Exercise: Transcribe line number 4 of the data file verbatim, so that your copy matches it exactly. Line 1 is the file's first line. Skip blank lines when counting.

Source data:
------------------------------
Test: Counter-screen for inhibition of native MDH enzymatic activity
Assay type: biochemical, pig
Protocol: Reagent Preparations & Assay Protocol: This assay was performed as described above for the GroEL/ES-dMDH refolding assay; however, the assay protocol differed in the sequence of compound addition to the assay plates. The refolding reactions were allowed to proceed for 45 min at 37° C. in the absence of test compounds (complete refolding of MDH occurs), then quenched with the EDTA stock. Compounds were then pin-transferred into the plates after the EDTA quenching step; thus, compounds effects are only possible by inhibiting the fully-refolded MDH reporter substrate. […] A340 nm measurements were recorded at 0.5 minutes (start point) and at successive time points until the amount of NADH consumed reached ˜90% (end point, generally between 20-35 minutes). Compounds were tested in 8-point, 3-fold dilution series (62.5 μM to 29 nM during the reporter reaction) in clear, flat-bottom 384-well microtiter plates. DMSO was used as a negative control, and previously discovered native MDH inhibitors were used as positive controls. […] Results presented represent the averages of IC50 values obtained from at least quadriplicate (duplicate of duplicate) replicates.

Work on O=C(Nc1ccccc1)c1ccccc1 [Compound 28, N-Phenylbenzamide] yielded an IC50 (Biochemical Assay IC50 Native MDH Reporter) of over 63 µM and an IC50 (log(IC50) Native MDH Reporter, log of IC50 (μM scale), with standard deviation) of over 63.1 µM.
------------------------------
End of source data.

Work on O=C(Nc1ccccc1)c1ccccc1 [Compound 28, N-Phenylbenzamide] yielded an IC50 (Biochemical Assay IC50 Native MDH Reporter) of over 63 µM and an IC50 (log(IC50) Native MDH Reporter, log of IC50 (μM scale), with standard deviation) of over 63.1 µM.